carried out in Nigeria by junior officers. Maj. Kaduna Nzeogwu The coup d’état toppled the government of President Nnamdi Azikiwe and Prime Minister Tafawa Balewa thereby rewriting the political, social and military history of the country. The coup, though not completely successful, laid the foundation for coups and counter coups in Nigeria. 8 facts about the 1966 Nigerian coup d’état are attached below as shared by Naij:

1. In August 1965, 1 Yoruba and 4 Igbo Majors were beginning to plot a coup d’état against incumbent Prime Minister Abubakar Balewa.

2. It was one of the events that led to the Nigerian Civil War which started in 1967.

3. On January 15, 1966 Maj. Kaduna Nzeogwu decided to turn a night-time training exercise known as “Exercise Damisa” into a full blown military coup.

4. The coup was planned because according to the Majors, the men at the helm of affairs were running Nigeria aground with their corrupt ways.

5. The senior army officer, General Johnson Aguiyi-Ironsi, then used the coup as a pretext to annex power, ending Nigeria’s nascent democracy.

6. The officers involved on both sides of the coup are (Conspirators): Maj. Kaduna Nzeogwu (Igbo), Maj. Timothy Onwuatuegwu (Igbo), Maj. Emmanuel Ifeajuna (Igbo), Maj. Chris Anuforo (Igbo), Maj. Don Okafor (Igbo), Maj. Adewale Ademoyega (Yoruba), Maj. Humphrey Chukwuka (Igbo), Capt. Emmanuel Nwobosi (Igbo), Capt. Ben Gbulie (Igbo)and Capt. Ogbu Oji (Igbo).
Government officials include: Prime Minister Abubakar Balewa † (Bageri), Premier Ahmadu Bello † (Fulani), Premier Samuel Akintola (Yoruba), Finance Minister Festus Okotie-Eboh (Itsekiri), Gen. Johnson Aguiyi-Ironsi (Igbo), Brig. Samuel Ademulegun (Yoruba), Brig. Zakariya Maimalari (Kanuri), Col. Kur Mohammed (Kanuri), Col. Ralph Shodeinde † (Yoruba), Lt. Col. Yakubu Gowon (Ngas), Lt. Col. Abogo Largema (Kanuri), Lt. Col. James Pam (Berom), Lt. Col. Arthur Unegbe (Igbo), Lt. Col. Conrad Nwawo (Igbo) and Maj. Hassan Katsina (Fulani).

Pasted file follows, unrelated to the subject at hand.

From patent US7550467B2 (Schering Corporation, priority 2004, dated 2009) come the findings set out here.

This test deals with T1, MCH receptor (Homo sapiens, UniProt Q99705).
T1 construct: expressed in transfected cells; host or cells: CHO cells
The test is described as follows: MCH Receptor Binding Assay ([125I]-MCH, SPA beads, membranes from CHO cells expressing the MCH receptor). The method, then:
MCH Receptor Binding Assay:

7. Nigerian soldiers led by Kaduna Nzeogwu assassinated 11 senior Nigerian politicians and two soldiers as well as kidnapping three others.

8. Some of those who were murdered in the 1966 coup include the Prime Minister of Nigeria, Sir Abubakar Tafawa Balewa; the Premier of Northern Nigeria, Alhaji Ahmadu Bello: the Premier of Western Region; Sir Samuel Ladoke Akintola; the Finance Minister, Chief Festus Okotie-Eboh; the wife of Ademulegun, Mrs. Lateefat; the wife of the then Premier of Northern Nigeria, Hafusat; Zarumi Sardauna, the Senior Assistant on Security to the then Premier, Ahmed Ben Musa and the Government Driver to the then Premier, Ahmed Pategi.

Written: Badiru Kehinde
(Poet, Story-teller, Observer, Freelance Writer and Researcher)
IG@Kejibanks Tweet@Kejibanks